The disorganized state of regulations governing the
public-private partnership (the "PPP")
model in Turkey and certain shortcomings of the main law regulating
the BOT projects, Law No. 3996 on Realization of Certain
Investments and Services under the Build-Operate-Transfer Model
(the "BOT Law"), has given rise to the
need for addressing models of such cooperation between public and
private sectors by means of a framework law. Thus, the Prime
Ministry's State Planning Organization (the
"SPO") has prepared a Draft Law on
Realization of Certain Investments and Services through
Public-Private Party Cooperation Models (the "Draft
PPP Law") and submitted it to the relevant public
entities for their review. Following the comments rendered by the
relevant public entities, the SPO is now ready to submit the Draft
PPP Law to the Parliament for its review and enactment.
The enactment of the Draft PPP Law will revoke the applicability
of the previous laws in this area, which are the BOT Law, Law No.
3096 on Authorization of Entities other than the Turkish
Electricity Administration for the Generation, Transmission and
Distribution of Electricity ("Law No.
3096"), Law No. 3465 on the Construction, Maintenance
and Operation of the Access-Restricted Highways by Entities Other
than the General Directorate of Highways ("Law No.
3465"), Law No. 4283 on Construction and Operation of
Electrical Energy Generation Facilities under the Build-Operate
Model and Regulation of Energy Sales ("Law No.
4283"), Law No. 5396 on Supplementing One Additional
Article to the Basic Law on Health Services and Article 33 of the
Law No. 5335 on Amendments to be made to Certain Laws and Decrees
With the Force of Law. Besides, the Draft PPP Law deletes the term
"transfer of operation rights" stated under Article
18(1)(a)(c), Article 2(1)(h), Article 7, Article 3(2)(c) and
3(2)(d) of Law No. 4046 on Privatization Implementations.
In its official Statement of Reasoning, the Draft PPP Law
reiterates the European Commission's understanding, attributing
four fundamental roles to the PPPs: (i) providing additional
capital; (ii) developing alternative management and application
skills; (iii) providing superior value to consumers and society;
and (iv) determining needs accurately and using resources
efficiently. The Draft PPP Law will, if enacted in its present
form, introduce various innovative concepts and regulations, such
as defining the PPP concept, creating uniformity in PPP
legislation, determining the PPP models, increasing the number of
sectors subject to the PPP model, defining objective criteria
governing the PPP process, establishing a central unit responsible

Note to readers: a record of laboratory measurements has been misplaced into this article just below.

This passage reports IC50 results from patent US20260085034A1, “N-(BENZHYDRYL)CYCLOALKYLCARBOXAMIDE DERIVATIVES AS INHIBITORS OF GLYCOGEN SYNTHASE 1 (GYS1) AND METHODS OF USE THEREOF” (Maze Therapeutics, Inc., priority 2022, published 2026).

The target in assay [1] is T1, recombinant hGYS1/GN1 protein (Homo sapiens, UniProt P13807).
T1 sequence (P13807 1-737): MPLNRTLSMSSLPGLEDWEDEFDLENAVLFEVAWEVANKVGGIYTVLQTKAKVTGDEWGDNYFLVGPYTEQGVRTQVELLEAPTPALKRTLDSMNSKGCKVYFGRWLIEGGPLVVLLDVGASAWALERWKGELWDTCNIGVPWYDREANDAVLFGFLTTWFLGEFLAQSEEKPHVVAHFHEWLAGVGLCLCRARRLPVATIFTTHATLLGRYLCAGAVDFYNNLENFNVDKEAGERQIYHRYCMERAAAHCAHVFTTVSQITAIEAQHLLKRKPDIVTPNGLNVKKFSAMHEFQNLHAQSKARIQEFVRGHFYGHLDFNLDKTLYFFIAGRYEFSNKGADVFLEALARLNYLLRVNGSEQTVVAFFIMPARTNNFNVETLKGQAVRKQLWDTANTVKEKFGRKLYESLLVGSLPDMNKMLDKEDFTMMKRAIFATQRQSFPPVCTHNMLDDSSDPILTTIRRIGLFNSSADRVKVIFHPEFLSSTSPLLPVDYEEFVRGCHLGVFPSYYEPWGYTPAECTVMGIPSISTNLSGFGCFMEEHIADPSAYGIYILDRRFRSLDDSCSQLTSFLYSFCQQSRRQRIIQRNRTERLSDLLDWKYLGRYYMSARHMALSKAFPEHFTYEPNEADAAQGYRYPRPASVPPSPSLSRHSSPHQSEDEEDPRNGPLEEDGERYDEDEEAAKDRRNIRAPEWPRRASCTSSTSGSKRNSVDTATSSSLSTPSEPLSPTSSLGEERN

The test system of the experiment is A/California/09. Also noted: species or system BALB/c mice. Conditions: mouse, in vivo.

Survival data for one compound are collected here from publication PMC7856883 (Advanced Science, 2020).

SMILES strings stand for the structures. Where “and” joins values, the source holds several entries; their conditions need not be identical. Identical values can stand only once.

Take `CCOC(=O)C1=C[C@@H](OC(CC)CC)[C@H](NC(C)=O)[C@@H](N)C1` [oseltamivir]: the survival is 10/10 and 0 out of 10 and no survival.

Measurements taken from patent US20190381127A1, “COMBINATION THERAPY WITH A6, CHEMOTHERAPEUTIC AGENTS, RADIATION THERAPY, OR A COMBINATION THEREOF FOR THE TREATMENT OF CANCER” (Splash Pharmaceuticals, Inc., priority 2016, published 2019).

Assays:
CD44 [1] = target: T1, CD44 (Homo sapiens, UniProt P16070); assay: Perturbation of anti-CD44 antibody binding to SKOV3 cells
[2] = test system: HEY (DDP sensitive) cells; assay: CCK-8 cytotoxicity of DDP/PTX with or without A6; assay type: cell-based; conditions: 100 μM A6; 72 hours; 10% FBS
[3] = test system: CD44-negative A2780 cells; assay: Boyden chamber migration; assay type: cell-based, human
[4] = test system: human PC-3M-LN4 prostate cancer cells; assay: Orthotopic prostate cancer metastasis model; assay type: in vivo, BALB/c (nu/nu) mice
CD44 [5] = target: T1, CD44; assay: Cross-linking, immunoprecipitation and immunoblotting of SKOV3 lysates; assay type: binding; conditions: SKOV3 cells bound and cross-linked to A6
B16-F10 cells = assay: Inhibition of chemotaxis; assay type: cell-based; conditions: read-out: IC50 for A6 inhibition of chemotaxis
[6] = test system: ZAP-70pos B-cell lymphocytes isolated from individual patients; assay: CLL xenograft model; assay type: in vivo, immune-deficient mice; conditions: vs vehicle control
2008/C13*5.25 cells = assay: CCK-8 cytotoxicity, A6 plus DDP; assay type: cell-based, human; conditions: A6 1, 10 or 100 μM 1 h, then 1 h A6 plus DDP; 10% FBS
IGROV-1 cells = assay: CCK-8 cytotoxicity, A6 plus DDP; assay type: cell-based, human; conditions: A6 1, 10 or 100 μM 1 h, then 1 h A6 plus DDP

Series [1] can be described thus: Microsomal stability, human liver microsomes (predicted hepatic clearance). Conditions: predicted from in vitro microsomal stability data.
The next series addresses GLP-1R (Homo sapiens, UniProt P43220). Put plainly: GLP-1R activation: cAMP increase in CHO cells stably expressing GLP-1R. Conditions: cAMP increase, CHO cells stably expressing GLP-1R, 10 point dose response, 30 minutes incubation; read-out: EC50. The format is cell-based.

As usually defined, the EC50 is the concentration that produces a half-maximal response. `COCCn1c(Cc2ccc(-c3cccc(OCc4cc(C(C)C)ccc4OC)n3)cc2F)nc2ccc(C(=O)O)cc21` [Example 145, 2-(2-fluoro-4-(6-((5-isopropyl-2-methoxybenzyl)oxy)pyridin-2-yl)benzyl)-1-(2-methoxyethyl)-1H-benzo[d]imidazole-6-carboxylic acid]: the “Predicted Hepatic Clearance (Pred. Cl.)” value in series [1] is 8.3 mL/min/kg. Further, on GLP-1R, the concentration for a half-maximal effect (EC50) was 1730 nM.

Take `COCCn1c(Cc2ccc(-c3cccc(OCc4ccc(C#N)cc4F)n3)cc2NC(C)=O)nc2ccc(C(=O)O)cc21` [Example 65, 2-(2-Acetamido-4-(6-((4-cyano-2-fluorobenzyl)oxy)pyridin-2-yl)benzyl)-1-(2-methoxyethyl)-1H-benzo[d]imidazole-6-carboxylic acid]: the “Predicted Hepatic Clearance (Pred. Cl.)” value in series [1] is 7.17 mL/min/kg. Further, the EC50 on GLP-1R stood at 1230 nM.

for PPP projects, regulating the "risk" concept and
guarantees in PPP projects. Among these, the key innovation of the
Draft PPP Law is the recognition of "risk" and the
"efficient risk sharing" concepts, which are being
regulated so clearly for the first time.
The BOT Law, which is expected to be replaced with the Draft PPP
Law, has undergone a number of cancellations and amendments since
its enactment on 8 June 1994. When first enacted, Article 5 of the
BOT Law held that BOT projects would be subject to private law
provisions and would not be deemed concession contracts. However,
such article was cancelled by a Constitutional Court Decision, in
19951; thus, such projects became subject to
administrative law provisions. Following this Constitutional Court
decision, a new provision was added to the Constitution in order to
legalize the realization of public services by private parties
through private law contracts. Ultimately, Article 5 of the BOT Law
was redrafted in order to regulate the BOT contracts under private
law provisions. Similarly, pursuant to the Draft PPP Law, projects
in all PPP models shall be subject to private law provisions.
The ultimate purpose of the Draft PPP Law, which will be the
exclusive law applied to the PPP projects, is to unify and
standardize the existing regulations with regard to the PPP
projects. Thus, upon enactment of the Draft PPP Law, it is hoped
that there will be an end to confusion about which regulation
applies to which project and which government entity will
coordinate the implementation and success of the PPP model.
1. The Constitutional Court decision dated 28 June 1995,
and numbered 1995/23K.
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